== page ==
View Full Version : Steam powered wooden box factory - "OSHA/EPA Free Area"

11-11-2013, 03:53 AM
A friend sent me this. Fascinating present-day use of 1800s technology (mostly):


11-11-2013, 07:11 AM
Very cool,Thank you!

11-11-2013, 09:34 AM
What do you suppose happened to the dog's tail....

11-11-2013, 09:50 AM
very cool.

you can find out more at the Phillips Brothers' Mill and Box Factory website:


11-11-2013, 01:15 PM
What do you suppose happened to the dog's tail....

You beat me to it.

11-12-2013, 06:07 PM
i could work there no............problem at all love it!

11-12-2013, 06:37 PM
I could happily work there , not too much electronics to fail , reliable gear .
Not too much pressure .

And no nitpicking unwanted people who want to shut you down because in their biased idea "this place is unsafe"
There is no cotton wool to wrap the workers in .

11-12-2013, 08:16 PM
We had a thread on this six months ago, here: http://bbs.homeshopmachinist.net/threads/59300-You-guys-might-enjoy-this-steam-video-of-an-old-operating-business-making-boxes?highlight=Redding. But its title does not make it easy to find in a search.

11-12-2013, 08:37 PM
Nice video! The shop has its own "rhythm" to it. I'm not a safety Nazi but how do they get away with a shop like that and not have OSHA all over them?

11-12-2013, 09:06 PM
Pull up Sturgeons Mill.com

Every body's got rules, learn 'em, follow 'em.

11-12-2013, 10:51 PM
What do you suppose happened to the dog's tail....

I wondered about that to. The dog seemed like a perfect fit.

That video was better than anything on TV tonight.

11-13-2013, 08:27 AM
What do you suppose happened to the dog's tail....

You beat me to it.............. he must have got it snagged in one of those open belt pulleys. Poor guy.


11-13-2013, 08:54 AM
Nice video! The shop has its own "rhythm" to it. I'm not a safety Nazi but how do they get away with a shop like that and not have OSHA all over them?

Shops with under 10 employees are not subject to OSHA inspection.
And quit being a safety Nazi.


11-13-2013, 09:08 AM
Actually they are.

They are exempt from record-keeping and they are exempt from certain requirements regarding supplying mandated safety gear and they are exempt from "internal enforcement" policies. Basically if Bob lops a hand off on the saw you don't have to report it, you don't have to give Bob ear-plugs OR safety glasses, and you don't even have to advise Bob that the saw is dangerous. It's more of a trap to catch/bleed-out small businesses that screw up than it is any sort of benifit.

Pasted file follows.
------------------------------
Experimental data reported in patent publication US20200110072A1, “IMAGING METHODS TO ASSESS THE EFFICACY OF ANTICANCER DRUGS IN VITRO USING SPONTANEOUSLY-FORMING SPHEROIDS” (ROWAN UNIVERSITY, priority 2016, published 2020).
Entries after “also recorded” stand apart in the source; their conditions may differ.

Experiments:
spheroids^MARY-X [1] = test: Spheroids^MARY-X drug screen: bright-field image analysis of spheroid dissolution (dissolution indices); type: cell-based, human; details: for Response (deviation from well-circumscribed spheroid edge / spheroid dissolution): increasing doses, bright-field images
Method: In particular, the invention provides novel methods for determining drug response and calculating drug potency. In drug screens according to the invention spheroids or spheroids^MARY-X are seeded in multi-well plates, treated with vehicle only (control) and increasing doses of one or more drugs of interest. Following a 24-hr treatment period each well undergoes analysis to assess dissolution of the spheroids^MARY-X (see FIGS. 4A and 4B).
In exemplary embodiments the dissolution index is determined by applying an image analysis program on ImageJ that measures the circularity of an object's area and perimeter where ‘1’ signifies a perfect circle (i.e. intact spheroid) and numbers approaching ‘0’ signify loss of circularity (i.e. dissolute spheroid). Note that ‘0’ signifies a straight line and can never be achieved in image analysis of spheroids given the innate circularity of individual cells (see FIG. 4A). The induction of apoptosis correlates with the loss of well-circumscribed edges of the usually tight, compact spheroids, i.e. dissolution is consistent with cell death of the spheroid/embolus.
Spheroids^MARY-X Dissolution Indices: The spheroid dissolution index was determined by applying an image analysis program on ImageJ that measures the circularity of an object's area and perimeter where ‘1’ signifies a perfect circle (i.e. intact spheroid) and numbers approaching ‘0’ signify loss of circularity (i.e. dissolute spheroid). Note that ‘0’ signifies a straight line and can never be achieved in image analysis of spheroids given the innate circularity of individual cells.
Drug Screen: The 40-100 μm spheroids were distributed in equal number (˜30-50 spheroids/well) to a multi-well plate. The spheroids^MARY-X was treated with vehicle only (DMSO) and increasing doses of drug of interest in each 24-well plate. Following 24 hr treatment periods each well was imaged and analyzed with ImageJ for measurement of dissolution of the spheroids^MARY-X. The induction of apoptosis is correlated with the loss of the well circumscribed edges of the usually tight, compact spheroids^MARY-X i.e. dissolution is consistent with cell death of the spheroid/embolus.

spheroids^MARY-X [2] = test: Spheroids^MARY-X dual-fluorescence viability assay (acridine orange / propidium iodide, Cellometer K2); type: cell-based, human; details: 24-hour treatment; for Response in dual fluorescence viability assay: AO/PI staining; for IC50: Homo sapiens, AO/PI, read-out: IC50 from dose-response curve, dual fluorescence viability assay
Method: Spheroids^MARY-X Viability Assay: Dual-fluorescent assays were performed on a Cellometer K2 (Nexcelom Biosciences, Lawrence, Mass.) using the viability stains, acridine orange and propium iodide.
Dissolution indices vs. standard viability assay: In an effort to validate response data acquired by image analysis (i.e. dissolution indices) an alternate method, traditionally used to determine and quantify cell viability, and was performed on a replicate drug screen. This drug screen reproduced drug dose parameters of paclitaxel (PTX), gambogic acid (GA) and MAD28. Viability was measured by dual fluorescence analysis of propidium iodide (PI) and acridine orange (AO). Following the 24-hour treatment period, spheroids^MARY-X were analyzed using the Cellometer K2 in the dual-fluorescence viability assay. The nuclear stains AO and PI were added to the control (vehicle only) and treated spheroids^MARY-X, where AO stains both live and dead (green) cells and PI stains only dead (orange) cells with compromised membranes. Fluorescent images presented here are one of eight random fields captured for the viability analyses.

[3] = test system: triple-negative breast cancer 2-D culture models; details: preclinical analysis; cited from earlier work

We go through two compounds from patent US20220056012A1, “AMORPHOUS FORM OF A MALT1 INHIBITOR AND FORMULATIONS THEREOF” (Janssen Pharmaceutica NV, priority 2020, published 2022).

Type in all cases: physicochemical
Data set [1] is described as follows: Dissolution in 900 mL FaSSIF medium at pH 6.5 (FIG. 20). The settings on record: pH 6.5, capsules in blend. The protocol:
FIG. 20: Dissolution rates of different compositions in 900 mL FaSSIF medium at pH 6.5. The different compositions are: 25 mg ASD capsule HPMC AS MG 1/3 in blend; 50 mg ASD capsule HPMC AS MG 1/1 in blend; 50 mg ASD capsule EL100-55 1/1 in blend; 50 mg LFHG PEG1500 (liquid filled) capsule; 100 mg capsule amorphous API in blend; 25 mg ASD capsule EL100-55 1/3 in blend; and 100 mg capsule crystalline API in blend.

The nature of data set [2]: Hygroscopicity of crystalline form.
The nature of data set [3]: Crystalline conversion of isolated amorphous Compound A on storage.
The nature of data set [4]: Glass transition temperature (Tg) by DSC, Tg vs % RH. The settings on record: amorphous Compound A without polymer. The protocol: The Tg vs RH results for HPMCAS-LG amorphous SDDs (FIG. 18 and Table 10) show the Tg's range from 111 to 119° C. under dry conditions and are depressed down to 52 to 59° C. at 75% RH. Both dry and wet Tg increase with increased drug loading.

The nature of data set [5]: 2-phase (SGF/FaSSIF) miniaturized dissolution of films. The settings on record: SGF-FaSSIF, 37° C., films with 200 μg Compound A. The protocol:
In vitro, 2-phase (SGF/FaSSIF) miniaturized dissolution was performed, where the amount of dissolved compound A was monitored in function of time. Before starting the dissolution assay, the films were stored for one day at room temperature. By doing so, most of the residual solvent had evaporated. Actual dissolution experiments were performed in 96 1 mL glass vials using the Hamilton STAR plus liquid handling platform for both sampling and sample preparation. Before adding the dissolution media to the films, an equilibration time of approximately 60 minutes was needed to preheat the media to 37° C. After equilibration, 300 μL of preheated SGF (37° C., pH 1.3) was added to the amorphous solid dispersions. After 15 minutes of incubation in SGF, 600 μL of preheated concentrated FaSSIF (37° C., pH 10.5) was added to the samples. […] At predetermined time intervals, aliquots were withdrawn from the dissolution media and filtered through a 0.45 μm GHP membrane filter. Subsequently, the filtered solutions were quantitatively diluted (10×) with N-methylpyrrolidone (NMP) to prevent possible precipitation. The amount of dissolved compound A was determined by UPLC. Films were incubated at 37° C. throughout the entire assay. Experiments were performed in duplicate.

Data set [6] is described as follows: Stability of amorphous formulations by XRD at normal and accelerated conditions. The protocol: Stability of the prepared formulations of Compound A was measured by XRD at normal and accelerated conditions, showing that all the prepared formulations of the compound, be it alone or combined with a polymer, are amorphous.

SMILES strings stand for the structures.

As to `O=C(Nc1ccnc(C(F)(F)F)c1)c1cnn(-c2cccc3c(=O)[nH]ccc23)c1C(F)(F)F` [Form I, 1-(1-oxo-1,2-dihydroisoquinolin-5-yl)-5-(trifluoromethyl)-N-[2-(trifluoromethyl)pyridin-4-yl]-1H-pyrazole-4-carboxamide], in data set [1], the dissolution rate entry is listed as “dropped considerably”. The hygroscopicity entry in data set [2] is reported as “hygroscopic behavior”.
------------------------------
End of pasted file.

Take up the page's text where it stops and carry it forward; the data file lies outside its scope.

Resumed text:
Doozer, you're local to me so when I say Dutton Ave over in Grider right across from where the old Niagara Machine Works was... you know where I'm talking about.
Four man shop, was shut down by OSHA for flagrantly violating every regulation out there and exposing workers to catastrophic levels of fiber-glass dust. This happened about a month ago.

As for this steam-powered shop... Everyone there is a long-time worker, or family. They've got decades of experience working around those machines therefore they are more than likely safer in that shop than any one of us would be... simply because they've worked with the stuff so long.

Black Forest
11-13-2013, 01:41 PM
They could claim to have gone digital. The thermometer on the branding machine was digital!

Great video.

11-13-2013, 04:31 PM
It was always digital, since the workers use their fingers... :p

11-13-2013, 05:03 PM
Yes I know that area.
Short story of a place I once worked....
The place was a fiberglass molding place, they make the mats that
get set into the concrete as the sidewalk slopes down to the crosswalk.
Anyhow this place was renting some of the old Worthington Iron Works
in Kaisertown, off Clinton Street. Across from Wechieck's bar and back
a ways. I forget the company name, but
pressing fiberglass was all they did. The presses looked like sheet metal
stamping presses. Clearing, Niagra, Bliss, Minister, etc. Only they had
hot oil heated mold plattens for the fiberglass. My job was a sparky, and
I was to wire up a used 3 story press for them. The smell of methyl keytone
in the air gave me the worrrst headache that I ever had. I quit the next